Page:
In Jonah Lehrer’s excellent book "How We Decide”, he offers several examples which are convincing. Among these examples are NFL quarterback Tom Brady who can make consistent, high quality decisions under extreme stress when passing the ball to best advantage in those micro-seconds before he’s ‘taken out’; Bill Robertie who is world class in three different fields – chess, backgammon and poker; and Herb Stein who is the key man and lead director in the high pressure world of soap opera production.
What’s significant about these three rather different people, all of whom are recognized as outstanding in their fields, is that each of them has discovered an extremely effective way to improve performance, one which is absolutely natural. Not one of them claims to know more than others in their area and there’s no claim for a ‘secret’ process or unique methodology either.

The natural process relates directly to dopamine production and deployment in the brain. When we are rewarded in a particular circumstance, we trigger the production of a small amount of dopamine in the NAcc and this is rapidly transmitted throughout the brain’s higher, rationally-oriented regions via spindle neurons (a fast-track distribution device unique to humans and higher primates) and we feel good!

If this is repeated more than a few times, we set up anticipation or expectation and the pleasurable feeling can actually precede the event that triggers it. The brain then continues to compare expectation with experience and, if all is as expected, we’re happy. If the causal relationship breaks down however, there’s a disruption in dopamine production and a traumatic signal is sent that alerts us to the fact that something is wrong.

Nothing focuses the mind like surprise. The disruption triggers a response in the anterior cingulate cortex (ACC) by means of a special impulse and this, in turn, stimulates the thalamus which redirects our attention and focus. This is sometimes referred to as the "Uh Oh” or "Oh Sh*t!” response.

At the same time, a parallel signal is sent to the hypothalamus which regulates crucial bodily response behaviours, producing somatic or physical level action, and we’re prepared for intense response.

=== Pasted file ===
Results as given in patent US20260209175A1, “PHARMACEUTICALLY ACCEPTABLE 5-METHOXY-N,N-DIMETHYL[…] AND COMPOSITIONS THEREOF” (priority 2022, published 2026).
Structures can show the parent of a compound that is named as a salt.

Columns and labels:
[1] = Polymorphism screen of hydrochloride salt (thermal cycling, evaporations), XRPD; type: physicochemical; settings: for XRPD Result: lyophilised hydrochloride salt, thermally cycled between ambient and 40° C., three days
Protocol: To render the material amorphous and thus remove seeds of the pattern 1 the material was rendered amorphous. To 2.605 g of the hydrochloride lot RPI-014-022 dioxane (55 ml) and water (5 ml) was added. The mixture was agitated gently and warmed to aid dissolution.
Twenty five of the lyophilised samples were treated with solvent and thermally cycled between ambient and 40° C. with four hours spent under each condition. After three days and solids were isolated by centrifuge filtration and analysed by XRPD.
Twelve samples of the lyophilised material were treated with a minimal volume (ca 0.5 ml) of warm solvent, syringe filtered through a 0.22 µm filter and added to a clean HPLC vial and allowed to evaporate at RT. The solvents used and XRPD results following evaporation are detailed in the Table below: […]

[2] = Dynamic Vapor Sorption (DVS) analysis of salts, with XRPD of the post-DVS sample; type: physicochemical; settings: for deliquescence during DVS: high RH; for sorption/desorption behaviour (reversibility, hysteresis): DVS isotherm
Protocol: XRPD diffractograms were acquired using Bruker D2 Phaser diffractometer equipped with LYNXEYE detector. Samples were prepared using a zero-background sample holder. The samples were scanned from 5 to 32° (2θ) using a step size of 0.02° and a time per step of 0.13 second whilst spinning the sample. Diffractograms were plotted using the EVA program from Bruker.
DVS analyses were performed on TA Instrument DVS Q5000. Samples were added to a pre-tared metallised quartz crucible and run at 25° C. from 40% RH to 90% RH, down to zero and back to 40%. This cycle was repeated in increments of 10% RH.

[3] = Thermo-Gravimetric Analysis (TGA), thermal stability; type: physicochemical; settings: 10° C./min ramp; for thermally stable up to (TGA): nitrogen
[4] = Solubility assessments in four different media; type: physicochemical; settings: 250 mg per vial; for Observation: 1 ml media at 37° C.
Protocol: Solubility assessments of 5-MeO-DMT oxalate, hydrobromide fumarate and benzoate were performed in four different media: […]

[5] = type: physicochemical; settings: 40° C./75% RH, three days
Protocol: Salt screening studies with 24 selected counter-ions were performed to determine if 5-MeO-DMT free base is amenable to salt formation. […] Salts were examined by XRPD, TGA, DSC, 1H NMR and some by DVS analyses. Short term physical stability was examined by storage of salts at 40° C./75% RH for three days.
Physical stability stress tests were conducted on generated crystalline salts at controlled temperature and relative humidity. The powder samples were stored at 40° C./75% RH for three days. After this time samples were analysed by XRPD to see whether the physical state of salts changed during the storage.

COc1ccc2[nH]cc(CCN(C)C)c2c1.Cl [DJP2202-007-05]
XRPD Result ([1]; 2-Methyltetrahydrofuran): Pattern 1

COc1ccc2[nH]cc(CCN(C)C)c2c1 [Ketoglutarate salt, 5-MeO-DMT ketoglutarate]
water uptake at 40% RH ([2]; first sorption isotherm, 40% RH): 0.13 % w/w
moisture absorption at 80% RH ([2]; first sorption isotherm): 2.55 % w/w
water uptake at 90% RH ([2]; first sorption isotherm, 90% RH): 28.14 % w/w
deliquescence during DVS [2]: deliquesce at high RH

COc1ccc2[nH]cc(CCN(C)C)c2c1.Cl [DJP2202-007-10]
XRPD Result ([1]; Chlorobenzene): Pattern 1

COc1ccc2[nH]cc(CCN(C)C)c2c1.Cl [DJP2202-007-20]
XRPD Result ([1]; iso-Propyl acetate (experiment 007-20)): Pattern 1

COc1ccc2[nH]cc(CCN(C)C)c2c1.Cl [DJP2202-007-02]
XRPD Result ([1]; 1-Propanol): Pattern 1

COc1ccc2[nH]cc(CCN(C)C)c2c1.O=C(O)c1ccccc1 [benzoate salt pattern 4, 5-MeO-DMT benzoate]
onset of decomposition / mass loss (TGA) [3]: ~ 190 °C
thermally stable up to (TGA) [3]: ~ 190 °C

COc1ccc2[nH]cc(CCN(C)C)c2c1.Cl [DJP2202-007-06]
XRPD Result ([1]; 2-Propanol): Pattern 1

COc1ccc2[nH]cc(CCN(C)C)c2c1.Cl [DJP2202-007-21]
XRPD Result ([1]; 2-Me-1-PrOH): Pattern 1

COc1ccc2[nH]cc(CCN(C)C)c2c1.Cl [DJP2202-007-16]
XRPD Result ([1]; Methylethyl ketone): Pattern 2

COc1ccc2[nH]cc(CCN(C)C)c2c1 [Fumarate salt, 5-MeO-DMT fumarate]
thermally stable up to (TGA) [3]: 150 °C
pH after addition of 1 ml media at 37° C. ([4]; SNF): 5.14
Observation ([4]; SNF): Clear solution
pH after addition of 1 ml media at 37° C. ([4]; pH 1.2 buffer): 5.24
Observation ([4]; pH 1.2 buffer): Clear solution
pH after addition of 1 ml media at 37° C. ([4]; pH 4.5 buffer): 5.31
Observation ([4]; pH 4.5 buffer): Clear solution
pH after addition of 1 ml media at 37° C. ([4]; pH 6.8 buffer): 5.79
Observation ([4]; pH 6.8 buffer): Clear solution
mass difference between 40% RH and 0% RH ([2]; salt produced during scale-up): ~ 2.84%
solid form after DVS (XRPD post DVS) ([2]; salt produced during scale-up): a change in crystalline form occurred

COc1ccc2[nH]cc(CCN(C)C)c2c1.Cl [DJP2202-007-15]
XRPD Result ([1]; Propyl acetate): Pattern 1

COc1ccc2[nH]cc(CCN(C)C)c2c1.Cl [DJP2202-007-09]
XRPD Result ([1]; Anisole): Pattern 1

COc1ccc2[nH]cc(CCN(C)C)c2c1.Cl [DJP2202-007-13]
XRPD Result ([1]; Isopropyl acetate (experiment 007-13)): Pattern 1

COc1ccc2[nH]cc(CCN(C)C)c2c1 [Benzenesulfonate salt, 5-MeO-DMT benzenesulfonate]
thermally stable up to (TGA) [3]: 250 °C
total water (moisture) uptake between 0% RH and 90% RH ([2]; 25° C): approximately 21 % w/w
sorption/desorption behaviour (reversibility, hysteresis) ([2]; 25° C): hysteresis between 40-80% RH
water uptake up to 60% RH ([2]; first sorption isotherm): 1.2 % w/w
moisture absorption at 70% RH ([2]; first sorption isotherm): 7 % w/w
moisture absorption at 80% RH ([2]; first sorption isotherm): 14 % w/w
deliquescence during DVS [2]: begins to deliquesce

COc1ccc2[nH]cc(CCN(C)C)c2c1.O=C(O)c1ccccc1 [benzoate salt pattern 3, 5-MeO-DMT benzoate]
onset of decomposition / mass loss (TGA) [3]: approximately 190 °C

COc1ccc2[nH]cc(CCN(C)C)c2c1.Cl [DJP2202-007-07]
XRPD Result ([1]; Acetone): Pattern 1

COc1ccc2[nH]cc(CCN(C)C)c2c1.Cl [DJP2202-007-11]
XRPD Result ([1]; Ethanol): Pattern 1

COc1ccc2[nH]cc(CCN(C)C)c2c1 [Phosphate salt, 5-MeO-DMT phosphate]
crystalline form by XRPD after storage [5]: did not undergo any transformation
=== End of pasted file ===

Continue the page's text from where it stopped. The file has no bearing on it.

These events in the ACC now impress a modified interpretation within the dopamine source, the NAcc, which alters our expectations – in short we’ve learned a new or modified response at the cellular level. This directly affects our response to future, similar events.

In this way, we learn. Our internal reinforcement mechanism will consistently reward us or alert us to the need for long-term change in our responsive actions. This is an essential aspect of decision making; if we can’t incorporate the lessons of the past into our future decisions, then we’re doomed to repeat past mistakes.

Myths and Truths . . .
So what does this really tell us about the way we learn and make decisions? It might be helpful to look at it through the lens of three myths or general truths that are prevalent in our society.

Myth number one is the classical idea that the best decision making is rational. It isn’t / cannot / should not be! What we refer to as wisdom is as much a product of our emotions as it is of our intellect – perhaps much more so.

In many situations we cannot think fast enough to consider all applicable options and then induce an optimal response. This process can be rapid yet still far too slow for practical use. Consider how much time Tom Brady has to evaluate his passing options before he hits the ground under the combined weight of the opposition’s defensive line. He must, in fractions of a second, evaluate three or more possibilities, decide and then execute action.

Work the math. He simply has to have another way to generate the best solution (which he does) in a highly dynamic, volatile context (read high stress!). He says that he has no idea how he actually does it – he just does it.